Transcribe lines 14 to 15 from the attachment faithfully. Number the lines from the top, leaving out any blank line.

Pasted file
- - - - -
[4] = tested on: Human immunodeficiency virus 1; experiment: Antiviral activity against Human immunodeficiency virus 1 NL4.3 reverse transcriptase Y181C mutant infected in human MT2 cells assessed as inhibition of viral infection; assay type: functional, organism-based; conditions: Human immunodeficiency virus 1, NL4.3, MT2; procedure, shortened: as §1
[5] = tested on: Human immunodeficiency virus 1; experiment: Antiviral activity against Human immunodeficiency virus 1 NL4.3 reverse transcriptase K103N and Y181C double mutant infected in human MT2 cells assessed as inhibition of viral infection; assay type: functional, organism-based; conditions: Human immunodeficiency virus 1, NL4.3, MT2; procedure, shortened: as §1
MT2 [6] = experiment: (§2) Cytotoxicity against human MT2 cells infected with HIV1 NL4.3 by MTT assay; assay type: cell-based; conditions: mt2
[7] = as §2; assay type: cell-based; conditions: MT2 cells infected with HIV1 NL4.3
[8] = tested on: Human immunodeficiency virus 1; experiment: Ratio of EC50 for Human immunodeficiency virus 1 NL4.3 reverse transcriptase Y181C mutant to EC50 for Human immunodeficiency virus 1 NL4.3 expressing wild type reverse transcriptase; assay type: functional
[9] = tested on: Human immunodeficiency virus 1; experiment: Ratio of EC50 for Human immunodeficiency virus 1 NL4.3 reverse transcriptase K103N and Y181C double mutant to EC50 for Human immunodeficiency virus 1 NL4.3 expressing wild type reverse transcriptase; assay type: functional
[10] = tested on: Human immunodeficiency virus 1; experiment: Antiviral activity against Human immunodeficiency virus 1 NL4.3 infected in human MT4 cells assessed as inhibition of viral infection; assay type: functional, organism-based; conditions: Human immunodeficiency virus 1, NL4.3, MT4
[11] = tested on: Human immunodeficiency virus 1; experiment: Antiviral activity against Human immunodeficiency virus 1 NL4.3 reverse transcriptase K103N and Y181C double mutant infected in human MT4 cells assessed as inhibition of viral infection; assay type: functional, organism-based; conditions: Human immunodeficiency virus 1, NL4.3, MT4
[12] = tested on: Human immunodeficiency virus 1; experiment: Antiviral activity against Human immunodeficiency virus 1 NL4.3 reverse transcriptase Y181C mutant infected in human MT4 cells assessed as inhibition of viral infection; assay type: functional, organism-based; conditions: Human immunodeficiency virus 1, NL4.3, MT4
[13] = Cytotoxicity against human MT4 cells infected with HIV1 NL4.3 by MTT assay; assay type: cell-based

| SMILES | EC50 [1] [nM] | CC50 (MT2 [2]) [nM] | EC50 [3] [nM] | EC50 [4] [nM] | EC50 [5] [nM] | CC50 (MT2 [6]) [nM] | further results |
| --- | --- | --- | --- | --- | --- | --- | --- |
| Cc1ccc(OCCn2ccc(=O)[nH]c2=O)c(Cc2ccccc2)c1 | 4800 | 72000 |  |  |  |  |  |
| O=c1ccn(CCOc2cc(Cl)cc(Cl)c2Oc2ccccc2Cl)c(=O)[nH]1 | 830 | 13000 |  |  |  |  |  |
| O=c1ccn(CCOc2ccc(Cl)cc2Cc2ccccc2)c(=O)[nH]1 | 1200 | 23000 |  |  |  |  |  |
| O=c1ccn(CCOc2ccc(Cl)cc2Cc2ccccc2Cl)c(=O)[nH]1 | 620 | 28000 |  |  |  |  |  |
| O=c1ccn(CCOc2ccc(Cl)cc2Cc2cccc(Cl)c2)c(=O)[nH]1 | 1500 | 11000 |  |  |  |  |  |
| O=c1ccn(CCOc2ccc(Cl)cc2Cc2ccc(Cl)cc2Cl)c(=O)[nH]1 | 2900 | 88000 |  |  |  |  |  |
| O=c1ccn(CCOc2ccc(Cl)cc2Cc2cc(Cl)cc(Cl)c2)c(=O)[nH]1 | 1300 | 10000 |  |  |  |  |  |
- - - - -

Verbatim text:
| O=c1ccn(CCOc2cc(Cl)cc(Cl)c2Oc2ccccc2Cl)c(=O)[nH]1 | 830 | 13000 |  |  |  |  |  |
| O=c1ccn(CCOc2ccc(Cl)cc2Cc2ccccc2)c(=O)[nH]1 | 1200 | 23000 |  |  |  |  |  |